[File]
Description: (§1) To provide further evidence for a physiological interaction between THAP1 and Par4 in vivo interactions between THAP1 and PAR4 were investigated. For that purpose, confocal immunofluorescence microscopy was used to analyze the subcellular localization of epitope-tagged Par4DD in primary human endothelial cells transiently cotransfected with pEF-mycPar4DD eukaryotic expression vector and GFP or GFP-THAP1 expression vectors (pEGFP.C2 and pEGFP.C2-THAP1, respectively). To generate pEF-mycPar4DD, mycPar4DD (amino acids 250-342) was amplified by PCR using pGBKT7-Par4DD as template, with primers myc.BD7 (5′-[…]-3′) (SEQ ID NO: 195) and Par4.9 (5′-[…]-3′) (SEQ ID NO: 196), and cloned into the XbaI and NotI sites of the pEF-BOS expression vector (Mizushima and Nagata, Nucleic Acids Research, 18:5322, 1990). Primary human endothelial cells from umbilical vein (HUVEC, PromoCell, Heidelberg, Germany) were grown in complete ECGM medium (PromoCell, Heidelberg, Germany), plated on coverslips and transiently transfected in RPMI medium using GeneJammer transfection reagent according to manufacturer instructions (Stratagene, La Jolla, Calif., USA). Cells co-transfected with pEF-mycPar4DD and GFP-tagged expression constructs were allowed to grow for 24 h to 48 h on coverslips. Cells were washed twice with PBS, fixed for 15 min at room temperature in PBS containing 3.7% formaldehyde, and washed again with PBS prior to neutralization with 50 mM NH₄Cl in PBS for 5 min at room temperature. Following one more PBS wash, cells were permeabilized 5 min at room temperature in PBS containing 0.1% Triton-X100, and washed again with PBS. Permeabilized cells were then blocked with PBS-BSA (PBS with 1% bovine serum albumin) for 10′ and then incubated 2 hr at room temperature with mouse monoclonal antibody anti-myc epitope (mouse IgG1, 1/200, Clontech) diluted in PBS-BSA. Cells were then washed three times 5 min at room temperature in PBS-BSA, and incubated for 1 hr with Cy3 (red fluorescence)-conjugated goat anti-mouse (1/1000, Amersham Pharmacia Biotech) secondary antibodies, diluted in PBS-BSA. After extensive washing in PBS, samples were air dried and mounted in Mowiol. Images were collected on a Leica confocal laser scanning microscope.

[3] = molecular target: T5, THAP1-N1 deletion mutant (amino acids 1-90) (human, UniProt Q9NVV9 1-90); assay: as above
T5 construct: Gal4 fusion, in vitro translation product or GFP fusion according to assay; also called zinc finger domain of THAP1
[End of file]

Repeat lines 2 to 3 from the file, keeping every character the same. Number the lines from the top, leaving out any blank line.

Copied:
[3] = molecular target: T5, THAP1-N1 deletion mutant (amino acids 1-90) (human, UniProt Q9NVV9 1-90); assay: as above
T5 construct: Gal4 fusion, in vitro translation product or GFP fusion according to assay; also called zinc finger domain of THAP1